Is all existence, all living this battle? Battle means pleasure, pain, all that. In inquiring, I see that is not living, that it is a terrible state to be in. I have investigated it, I have explored it, and I say: why should human beings live this way? This is so totally wrong. I will find a way of living entirely different from that. My investigation into living has shown me that the way one lives and thinks has no meaning. And by investigating very, very deeply, I find out that there is an entirely different meaning. I find out for myself, I have gone into it. And I say I must also inquire into death, I must find out what it really means – not be frightened, not put it away, not have explanations; nothing. I am going to inquire, find out. I have been frightened of death because I have never inquired into it, found out what it means. So I have gone into it. Now my mind has inquired into the living and what it means to die. So it says both living and dying are the same.
Have you enquired deeply into the meaning of living? I know you have accepted living as pain. Is that living?
Q: You have to die to it.
K: No, don’t die to anything, just watch it, inquire, find out. You have got a mind, you have got tremendous experience, you have got all kinds of knowledge, find out whether this is living, this terrible thing man has made of life. That is not living. And you can find the meaning of living only when you discard totally the structure which man has put together. So if you do not find the meaning of living deeply, and therefore merely accept existence as it is, you are incapable of inquiring into death. Because in the inquiry into living you will find how to inquire into death. They are not two separate things. The life that you lead, is that living? Is that a way of an intelligent, sane, human being? Is that the way to live? What do you say?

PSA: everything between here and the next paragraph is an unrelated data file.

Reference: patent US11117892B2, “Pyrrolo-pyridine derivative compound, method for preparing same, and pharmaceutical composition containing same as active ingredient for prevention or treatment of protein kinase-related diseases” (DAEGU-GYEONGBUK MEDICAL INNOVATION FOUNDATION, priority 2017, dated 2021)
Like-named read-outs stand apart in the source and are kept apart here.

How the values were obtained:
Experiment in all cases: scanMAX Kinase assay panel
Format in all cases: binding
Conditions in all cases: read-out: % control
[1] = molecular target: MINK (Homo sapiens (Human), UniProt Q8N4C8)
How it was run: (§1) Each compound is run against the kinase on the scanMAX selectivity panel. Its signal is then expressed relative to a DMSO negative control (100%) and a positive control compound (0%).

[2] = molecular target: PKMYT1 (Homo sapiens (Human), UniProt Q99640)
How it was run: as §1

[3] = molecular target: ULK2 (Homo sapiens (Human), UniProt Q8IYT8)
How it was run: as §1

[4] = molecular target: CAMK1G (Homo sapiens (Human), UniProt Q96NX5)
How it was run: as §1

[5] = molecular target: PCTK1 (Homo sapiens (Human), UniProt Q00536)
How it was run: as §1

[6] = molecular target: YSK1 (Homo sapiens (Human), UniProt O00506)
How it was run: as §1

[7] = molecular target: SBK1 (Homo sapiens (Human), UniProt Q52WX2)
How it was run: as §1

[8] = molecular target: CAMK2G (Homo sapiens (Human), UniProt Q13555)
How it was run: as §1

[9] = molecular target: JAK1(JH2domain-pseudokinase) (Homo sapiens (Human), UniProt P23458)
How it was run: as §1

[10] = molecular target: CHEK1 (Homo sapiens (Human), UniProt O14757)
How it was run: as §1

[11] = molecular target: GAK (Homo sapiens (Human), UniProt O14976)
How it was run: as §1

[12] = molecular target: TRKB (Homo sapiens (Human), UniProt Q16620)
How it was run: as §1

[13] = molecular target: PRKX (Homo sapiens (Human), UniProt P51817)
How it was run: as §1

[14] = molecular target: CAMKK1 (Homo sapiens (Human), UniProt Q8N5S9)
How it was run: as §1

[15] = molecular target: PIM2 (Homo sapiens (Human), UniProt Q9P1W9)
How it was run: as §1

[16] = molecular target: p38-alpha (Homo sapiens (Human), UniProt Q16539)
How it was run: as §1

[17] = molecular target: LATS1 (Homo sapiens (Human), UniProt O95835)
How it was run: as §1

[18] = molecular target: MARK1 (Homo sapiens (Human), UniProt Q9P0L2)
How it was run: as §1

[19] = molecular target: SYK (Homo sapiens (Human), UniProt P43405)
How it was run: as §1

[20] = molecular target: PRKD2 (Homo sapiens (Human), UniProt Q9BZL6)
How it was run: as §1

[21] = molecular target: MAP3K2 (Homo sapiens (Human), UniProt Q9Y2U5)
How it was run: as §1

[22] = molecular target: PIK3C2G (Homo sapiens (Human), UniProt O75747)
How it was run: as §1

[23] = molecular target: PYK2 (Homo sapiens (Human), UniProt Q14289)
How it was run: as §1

Q: It is not living.
K: All right, if it is not living what are you going to do about it? Do you accept this way of living? If you don’t, what is the next step?
Q: I want to find out another way of living.
K: You want to find another way of living. How do you find out? If this is not the way of living and you want to find another way of living, how do you find out? You can only find out through inquiry, which means a mind that is capable of looking without any direction or motive. When you have a motive it is directed and therefore distorted. So a mind that inquires into living must have no motive in inquiry and is therefore free to inquire, like a scientist who doesn’t come with a motive but only looks at what is taking place under the microscope.
I will not accept this way of living under any circumstances; I don’t want to live that way. Therefore my mind askes how it is to inquire into this; is there a different way of living? To find a different way of living and therefore a different meaning of existence, I must come to it with a mind that is not prejudiced, not frightened, doesn’t know what is going to happen, but is going to find out. That means a mind that has no fear of what it is going to discover.
So in the same way the mind has to enquire into death. If you are frightened it can’t inquire. If you say, ‘I must survive, I must have a next life become a little better,’ it has no meaning. So the mind must be capable of inquiring without a motive and without fear. That is the primary importance in inquiry: no motive and no fear. Please don’t accept a thing that the speaker is saying. He has no authority. He is not your guru. You are not his followers. We are inquiring.